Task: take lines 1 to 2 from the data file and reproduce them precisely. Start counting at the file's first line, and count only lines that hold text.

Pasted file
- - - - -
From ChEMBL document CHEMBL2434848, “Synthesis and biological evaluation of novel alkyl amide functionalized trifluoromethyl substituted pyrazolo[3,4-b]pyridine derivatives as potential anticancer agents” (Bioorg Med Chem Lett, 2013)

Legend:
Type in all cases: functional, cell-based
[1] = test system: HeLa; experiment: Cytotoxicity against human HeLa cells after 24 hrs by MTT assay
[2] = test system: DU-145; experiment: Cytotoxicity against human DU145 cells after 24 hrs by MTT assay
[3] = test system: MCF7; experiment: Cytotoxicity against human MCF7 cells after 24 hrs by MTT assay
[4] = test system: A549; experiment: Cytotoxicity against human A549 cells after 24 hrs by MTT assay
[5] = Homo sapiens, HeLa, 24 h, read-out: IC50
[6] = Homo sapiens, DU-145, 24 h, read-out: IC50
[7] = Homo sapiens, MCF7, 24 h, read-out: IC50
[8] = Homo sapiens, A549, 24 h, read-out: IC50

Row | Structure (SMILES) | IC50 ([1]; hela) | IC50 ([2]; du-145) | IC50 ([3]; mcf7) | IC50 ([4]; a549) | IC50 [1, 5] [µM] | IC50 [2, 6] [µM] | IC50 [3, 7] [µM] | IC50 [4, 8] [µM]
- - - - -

From ChEMBL document CHEMBL2434848, “Synthesis and biological evaluation of novel alkyl amide functionalized trifluoromethyl substituted pyrazolo[3,4-b]pyridine derivatives as potential anticancer agents” (Bioorg Med Chem Lett, 2013)

Legend: